- For some reason, voting technologies have been on my mind. The voting systems currently used in the US clearly have some shortcomings.
Many of these shortcomings can be overlooked when the voting population expresses a clear preference for a particular candidate, but their impact is magnified when an election is close. Clearly there will be a lot of attention toward election processes and technologies in the next few years. But how seriously shouldiInternet-based voting be considered?
A few people did vote in the 2000 presidential election electronically over a network. Having a few hundred military personnel vote over a closed network may have been an interesting experiment, but there are more than a few problems with developing systems to permit even a small percentage of the American electorate to indicate its preferences over the internet.
There are obvious issues of scale, reliability and security. Any internet-based voting system would have to handle millions of simultaneous users. It would have to be designed to prevent Moscow teenagers from deciding the election. The infrastructure would have to be an order of magnitude more reliable than much of the internet. In addition, the system would have to ensure voter anonymity while at the same time guarantee that people could not vote more than once.
These problems have direct analogues in the current voting system, but there are some other issues that are exacerbated or created with a move to electronic voting. Things as simple as voting hours and the reporting schedule become major issues. What should be considered "Election Day" on an internet that spans 24 time zones? If it is to be one day (which could get rather hectic), is it 7am to 8pm in the time zone where the voter is registered? Or should it be some simultaneous window for the whole country (and for overseas voters)? When should the public be able to find out how the voting is going?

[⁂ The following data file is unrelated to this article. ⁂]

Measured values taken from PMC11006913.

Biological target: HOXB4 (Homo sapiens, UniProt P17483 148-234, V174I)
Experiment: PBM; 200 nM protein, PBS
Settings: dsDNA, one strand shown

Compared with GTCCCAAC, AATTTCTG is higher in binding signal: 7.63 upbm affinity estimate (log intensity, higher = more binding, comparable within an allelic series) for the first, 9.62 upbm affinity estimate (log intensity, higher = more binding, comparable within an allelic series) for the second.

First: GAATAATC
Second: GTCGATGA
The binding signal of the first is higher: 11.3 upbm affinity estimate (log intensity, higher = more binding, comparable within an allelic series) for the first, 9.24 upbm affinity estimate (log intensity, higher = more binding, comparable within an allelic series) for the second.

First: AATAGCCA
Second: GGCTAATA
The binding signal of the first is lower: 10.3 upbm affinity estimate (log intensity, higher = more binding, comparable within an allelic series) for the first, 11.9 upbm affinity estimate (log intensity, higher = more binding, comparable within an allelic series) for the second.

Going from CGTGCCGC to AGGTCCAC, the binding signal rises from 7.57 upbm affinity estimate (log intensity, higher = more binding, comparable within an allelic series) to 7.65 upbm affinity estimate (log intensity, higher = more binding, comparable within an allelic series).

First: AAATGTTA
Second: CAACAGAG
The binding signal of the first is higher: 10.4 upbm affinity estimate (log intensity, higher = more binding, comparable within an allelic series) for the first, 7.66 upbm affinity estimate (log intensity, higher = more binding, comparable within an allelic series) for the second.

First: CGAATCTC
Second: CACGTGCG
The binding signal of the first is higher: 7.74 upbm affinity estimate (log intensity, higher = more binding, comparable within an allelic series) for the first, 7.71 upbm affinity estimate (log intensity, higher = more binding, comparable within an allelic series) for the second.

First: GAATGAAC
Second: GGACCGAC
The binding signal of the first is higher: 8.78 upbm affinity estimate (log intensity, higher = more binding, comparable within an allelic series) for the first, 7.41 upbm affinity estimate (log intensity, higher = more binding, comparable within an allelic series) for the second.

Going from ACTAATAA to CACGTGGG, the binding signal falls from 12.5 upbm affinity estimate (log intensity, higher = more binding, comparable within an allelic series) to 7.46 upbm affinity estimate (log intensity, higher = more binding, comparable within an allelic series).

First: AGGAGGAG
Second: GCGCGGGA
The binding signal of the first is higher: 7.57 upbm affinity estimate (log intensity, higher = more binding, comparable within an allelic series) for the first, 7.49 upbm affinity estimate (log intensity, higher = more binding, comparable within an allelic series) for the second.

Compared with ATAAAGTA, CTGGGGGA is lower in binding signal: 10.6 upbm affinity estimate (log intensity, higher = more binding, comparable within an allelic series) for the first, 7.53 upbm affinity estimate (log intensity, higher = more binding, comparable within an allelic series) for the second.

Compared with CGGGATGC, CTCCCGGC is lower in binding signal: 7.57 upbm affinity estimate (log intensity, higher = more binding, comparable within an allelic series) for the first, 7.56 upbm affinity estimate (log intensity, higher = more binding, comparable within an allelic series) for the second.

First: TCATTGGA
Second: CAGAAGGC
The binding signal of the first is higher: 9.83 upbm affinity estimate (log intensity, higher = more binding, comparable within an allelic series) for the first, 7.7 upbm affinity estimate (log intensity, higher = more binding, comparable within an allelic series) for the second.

Should the current system of staggered reports continue or should we have a "big bang" of simultaneously announced results?
A major problem for some people would be the lack of exit polls - there would be no way to figure out what special interest to target next time. That would break my heart.
Equal access for people from all walks of life would be hard to guarantee.It is probably easier to design confusing electronic ballots than it is to design confusing paper ones, if looking at the websites reporting election results is any indicator.
There are some initial attempts at electronic voting, such as the recent Internet Corporation for Assigned Names and Numbers elections run by election.com. But these are halting first steps at best. So there are no panaceas here - we can look forward to this kind of fun for years to come.
Disclaimer: Since Harvard has a law school, the university does not believe in panaceas - they reduce litigation. But the above observation is my own.
Bradner is a consultant with Harvard University's University Information Systems. He can be reached at email@example.com.